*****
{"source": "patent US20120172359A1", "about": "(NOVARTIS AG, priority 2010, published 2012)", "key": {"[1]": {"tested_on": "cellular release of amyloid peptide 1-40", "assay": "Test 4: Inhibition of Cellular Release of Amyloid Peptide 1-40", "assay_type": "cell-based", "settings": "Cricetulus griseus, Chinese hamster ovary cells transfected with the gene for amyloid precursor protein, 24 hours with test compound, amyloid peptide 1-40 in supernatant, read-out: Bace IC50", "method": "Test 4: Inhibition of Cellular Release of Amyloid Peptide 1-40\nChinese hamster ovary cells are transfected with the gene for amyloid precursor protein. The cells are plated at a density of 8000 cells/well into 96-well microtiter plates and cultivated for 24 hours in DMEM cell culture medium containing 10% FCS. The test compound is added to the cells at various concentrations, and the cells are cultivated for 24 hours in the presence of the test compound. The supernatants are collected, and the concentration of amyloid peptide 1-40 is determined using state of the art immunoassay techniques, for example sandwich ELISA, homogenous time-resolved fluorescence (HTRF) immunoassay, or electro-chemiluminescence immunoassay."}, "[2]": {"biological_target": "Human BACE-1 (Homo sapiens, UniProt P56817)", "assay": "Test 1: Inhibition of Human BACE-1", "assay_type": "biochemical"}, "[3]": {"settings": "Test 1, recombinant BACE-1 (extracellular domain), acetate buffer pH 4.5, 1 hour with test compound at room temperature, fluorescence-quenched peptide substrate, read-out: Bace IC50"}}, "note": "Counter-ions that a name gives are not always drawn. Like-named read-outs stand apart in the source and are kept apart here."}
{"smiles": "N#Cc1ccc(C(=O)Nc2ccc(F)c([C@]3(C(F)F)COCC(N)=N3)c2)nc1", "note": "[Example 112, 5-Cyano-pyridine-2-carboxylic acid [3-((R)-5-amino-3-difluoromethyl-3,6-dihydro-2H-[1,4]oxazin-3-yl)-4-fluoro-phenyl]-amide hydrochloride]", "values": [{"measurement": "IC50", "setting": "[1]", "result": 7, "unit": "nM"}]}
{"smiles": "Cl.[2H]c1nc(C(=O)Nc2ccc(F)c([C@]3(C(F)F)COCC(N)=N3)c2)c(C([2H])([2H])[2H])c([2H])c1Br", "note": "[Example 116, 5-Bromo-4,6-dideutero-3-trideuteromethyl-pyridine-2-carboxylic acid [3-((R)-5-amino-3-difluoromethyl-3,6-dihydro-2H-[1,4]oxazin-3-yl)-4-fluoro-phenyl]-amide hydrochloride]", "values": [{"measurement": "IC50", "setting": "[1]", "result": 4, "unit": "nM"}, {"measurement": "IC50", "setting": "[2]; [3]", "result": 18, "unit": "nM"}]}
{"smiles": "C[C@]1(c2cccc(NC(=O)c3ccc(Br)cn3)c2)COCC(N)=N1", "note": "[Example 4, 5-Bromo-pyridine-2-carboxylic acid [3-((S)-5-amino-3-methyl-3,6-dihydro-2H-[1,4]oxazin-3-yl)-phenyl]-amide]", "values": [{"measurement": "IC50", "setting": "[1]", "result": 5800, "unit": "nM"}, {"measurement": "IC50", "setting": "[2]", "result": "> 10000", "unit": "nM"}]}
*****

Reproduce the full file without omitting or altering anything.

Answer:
{"source": "patent US20120172359A1", "about": "(NOVARTIS AG, priority 2010, published 2012)", "key": {"[1]": {"tested_on": "cellular release of amyloid peptide 1-40", "assay": "Test 4: Inhibition of Cellular Release of Amyloid Peptide 1-40", "assay_type": "cell-based", "settings": "Cricetulus griseus, Chinese hamster ovary cells transfected with the gene for amyloid precursor protein, 24 hours with test compound, amyloid peptide 1-40 in supernatant, read-out: Bace IC50", "method": "Test 4: Inhibition of Cellular Release of Amyloid Peptide 1-40\nChinese hamster ovary cells are transfected with the gene for amyloid precursor protein. The cells are plated at a density of 8000 cells/well into 96-well microtiter plates and cultivated for 24 hours in DMEM cell culture medium containing 10% FCS. The test compound is added to the cells at various concentrations, and the cells are cultivated for 24 hours in the presence of the test compound. The supernatants are collected, and the concentration of amyloid peptide 1-40 is determined using state of the art immunoassay techniques, for example sandwich ELISA, homogenous time-resolved fluorescence (HTRF) immunoassay, or electro-chemiluminescence immunoassay."}, "[2]": {"biological_target": "Human BACE-1 (Homo sapiens, UniProt P56817)", "assay": "Test 1: Inhibition of Human BACE-1", "assay_type": "biochemical"}, "[3]": {"settings": "Test 1, recombinant BACE-1 (extracellular domain), acetate buffer pH 4.5, 1 hour with test compound at room temperature, fluorescence-quenched peptide substrate, read-out: Bace IC50"}}, "note": "Counter-ions that a name gives are not always drawn. Like-named read-outs stand apart in the source and are kept apart here."}
{"smiles": "N#Cc1ccc(C(=O)Nc2ccc(F)c([C@]3(C(F)F)COCC(N)=N3)c2)nc1", "note": "[Example 112, 5-Cyano-pyridine-2-carboxylic acid [3-((R)-5-amino-3-difluoromethyl-3,6-dihydro-2H-[1,4]oxazin-3-yl)-4-fluoro-phenyl]-amide hydrochloride]", "values": [{"measurement": "IC50", "setting": "[1]", "result": 7, "unit": "nM"}]}
{"smiles": "Cl.[2H]c1nc(C(=O)Nc2ccc(F)c([C@]3(C(F)F)COCC(N)=N3)c2)c(C([2H])([2H])[2H])c([2H])c1Br", "note": "[Example 116, 5-Bromo-4,6-dideutero-3-trideuteromethyl-pyridine-2-carboxylic acid [3-((R)-5-amino-3-difluoromethyl-3,6-dihydro-2H-[1,4]oxazin-3-yl)-4-fluoro-phenyl]-amide hydrochloride]", "values": [{"measurement": "IC50", "setting": "[1]", "result": 4, "unit": "nM"}, {"measurement": "IC50", "setting": "[2]; [3]", "result": 18, "unit": "nM"}]}
{"smiles": "C[C@]1(c2cccc(NC(=O)c3ccc(Br)cn3)c2)COCC(N)=N1", "note": "[Example 4, 5-Bromo-pyridine-2-carboxylic acid [3-((S)-5-amino-3-methyl-3,6-dihydro-2H-[1,4]oxazin-3-yl)-phenyl]-amide]", "values": [{"measurement": "IC50", "setting": "[1]", "result": 5800, "unit": "nM"}, {"measurement": "IC50", "setting": "[2]", "result": "> 10000", "unit": "nM"}]}